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Unique Japanese Charms and Superstitions

Japan, like many countries, has some unique customs attributable to its specific history of superstitions and belief systems. Japanese customs, however, often tend to be of a rather extreme variety of unique, relative to many other countries. One category of such customs is in the form of its talismans of good fortune. Talismans of this type are visible throughout Japan and one can likely not walk too far in the city of Tokyo without such a charm being located somewhere close by.

Let’s take a quick look at a couple of the more popular (and possibly somewhat humorous) symbols considered to bring good fortune in the cultural wonderland of Japan.

The Golden Unchi

In Japanese culture there has long been a popular habit of making puns with various words in order to convey a witty hidden meaning to symbolic objects. One such word in Japanese is the word for luck, which is “un”(pronounced “oon”). It just happens to be the beginning of the word “unchi” (pronounced “oon-chee”), which is the Japanese word for feces. This wordplay has apparently led to a popular talisman in the shape of golden feces that is supposedly considered, by some people, to bring good fortune. However shockingly absurd it may sound to the uninitiated, it is not uncommon to find gold plated porcelain statues of golden unchi in traditional gift shops around Japan. It is reportedly also related to a kind of Japanese animistic tradition in which animals, trees, waterfalls, and other aspects of nature are revered for their importance through symbols. While the golden unchi is specifically considered more of a charm of monetary happiness, it is also likely that its potential ability to help with bodily functions is also revered in a society where a person’s center is considered to be their stomach, rather than their chest. A healthy stomach is of utmost importance in Japanese culture, as it is viewed as the core of a healthy person.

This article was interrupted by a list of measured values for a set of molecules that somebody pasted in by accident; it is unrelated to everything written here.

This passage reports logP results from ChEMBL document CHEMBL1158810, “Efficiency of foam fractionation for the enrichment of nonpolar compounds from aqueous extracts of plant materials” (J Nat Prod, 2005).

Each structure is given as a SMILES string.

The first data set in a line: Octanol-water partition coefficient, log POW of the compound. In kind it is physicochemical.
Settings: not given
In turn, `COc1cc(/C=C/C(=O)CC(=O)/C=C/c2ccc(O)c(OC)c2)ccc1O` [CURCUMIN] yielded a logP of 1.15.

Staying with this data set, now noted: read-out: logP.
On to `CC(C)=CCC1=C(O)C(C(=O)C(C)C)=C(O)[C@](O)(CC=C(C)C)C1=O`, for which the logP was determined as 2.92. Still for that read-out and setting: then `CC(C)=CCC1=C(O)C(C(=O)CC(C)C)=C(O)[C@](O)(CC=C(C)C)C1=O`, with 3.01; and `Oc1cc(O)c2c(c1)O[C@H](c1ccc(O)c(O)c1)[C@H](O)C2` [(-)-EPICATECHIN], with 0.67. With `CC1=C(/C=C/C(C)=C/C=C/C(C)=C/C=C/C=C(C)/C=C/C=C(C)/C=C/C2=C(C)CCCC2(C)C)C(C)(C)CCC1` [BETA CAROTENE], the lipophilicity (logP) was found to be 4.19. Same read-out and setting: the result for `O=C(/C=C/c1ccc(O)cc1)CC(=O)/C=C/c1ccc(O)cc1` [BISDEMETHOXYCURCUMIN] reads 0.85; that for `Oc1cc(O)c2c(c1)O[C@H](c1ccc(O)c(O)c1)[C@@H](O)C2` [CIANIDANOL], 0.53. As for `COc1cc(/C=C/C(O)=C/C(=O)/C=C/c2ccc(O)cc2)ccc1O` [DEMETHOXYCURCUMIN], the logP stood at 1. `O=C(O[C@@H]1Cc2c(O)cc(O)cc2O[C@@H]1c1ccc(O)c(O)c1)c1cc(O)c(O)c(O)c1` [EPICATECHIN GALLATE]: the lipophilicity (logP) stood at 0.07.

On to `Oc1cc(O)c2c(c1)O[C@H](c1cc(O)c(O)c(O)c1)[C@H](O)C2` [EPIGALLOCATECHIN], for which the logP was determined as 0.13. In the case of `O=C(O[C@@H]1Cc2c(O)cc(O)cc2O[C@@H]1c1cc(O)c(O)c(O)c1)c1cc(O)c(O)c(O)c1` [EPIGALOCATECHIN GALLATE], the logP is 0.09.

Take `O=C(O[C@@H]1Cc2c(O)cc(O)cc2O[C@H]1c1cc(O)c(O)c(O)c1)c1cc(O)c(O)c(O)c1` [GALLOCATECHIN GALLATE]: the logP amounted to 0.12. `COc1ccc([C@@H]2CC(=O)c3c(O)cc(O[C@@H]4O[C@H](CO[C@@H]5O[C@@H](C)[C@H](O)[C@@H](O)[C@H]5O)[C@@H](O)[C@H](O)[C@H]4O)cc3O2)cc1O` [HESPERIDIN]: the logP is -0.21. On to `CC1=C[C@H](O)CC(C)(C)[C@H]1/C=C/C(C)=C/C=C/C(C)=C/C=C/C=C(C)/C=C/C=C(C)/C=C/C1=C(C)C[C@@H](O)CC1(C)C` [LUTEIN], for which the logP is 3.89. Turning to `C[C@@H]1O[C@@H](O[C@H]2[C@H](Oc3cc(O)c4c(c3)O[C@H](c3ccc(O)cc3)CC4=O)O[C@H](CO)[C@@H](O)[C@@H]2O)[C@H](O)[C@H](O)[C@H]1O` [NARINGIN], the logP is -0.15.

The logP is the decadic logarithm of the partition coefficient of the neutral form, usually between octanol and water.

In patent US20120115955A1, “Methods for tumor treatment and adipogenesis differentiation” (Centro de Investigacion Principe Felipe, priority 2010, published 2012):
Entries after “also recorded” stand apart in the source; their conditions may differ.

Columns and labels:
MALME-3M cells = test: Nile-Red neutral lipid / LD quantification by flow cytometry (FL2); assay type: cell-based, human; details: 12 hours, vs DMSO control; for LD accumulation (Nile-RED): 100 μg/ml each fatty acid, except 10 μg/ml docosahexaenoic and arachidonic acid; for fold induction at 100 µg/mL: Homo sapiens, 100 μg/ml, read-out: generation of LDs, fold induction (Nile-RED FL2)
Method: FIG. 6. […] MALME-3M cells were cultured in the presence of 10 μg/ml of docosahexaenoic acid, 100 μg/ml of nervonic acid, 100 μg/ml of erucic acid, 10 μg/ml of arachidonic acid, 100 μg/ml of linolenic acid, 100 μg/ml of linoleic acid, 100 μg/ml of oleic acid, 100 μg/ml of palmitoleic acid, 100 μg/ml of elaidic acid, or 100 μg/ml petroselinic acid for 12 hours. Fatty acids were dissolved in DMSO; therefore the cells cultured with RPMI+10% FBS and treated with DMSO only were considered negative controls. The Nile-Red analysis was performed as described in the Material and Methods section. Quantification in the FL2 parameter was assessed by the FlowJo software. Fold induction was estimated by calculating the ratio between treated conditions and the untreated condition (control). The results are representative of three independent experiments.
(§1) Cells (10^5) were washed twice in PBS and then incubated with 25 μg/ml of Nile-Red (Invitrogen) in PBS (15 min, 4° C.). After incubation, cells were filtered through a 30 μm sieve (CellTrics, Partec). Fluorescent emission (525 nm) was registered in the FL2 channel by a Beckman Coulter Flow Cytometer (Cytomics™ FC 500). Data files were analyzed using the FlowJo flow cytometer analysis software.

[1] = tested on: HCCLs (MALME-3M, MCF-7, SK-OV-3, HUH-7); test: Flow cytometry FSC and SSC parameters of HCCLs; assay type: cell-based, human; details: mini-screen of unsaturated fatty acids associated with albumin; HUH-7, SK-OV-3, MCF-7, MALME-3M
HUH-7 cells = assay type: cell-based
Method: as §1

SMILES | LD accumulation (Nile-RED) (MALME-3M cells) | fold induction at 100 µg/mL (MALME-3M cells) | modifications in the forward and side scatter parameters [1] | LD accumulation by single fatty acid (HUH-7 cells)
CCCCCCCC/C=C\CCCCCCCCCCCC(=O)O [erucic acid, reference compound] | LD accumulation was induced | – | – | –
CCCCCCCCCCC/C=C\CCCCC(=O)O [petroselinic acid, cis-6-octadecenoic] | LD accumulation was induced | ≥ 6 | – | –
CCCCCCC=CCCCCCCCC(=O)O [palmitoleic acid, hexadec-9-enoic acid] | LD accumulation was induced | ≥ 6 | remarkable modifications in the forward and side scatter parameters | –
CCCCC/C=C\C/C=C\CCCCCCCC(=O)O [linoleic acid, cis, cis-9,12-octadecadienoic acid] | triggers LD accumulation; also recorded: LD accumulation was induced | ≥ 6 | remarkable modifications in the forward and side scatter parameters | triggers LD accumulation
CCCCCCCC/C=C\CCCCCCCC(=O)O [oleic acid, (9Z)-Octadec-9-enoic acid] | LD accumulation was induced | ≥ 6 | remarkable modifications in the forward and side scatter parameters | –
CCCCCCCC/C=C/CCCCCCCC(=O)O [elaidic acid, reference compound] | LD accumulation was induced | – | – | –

Another fun Japanese talisman, which is also apparently considered to bring good fortune for a variety of reasons, is an animal called “tanuki”(pronounced “tah-noo-kee”). It is a Japanese “raccoon dog”, which is a species that is reportedly somewhat rare elsewhere in the world. Relatively comical statues of the animal are often displayed on doorsteps and/or near doorways around Japan as traditional talismans to invite good fortune into the home or establishment. The actual tanuki animals are historically rather notorious in Japanese culture for the rather large testicles of the tanuki male, in relation to the size of the rest of its body. There are even popular children’s songs which sing of its amazing girth. The statues often reflect this and it may be rather surprising, during a first visit to Japan, to see an odd statue of a large bellied tanuki wearing a traditional hat and standing on the doorstep of a restaurant with an exaggeratedly large reproductive section that may be resting on the ground far below its hips. The fact that such a statue will almost definitely be carrying a flask of Japanese rice alcohol, known as “Sake”, only adds to the possible shock. Especially considering that the Sake is considered to be a symbol of virtue.

Hopefully now you are a little more prepared for some of the cultural uniqueness you may encounter during a stay in Japan.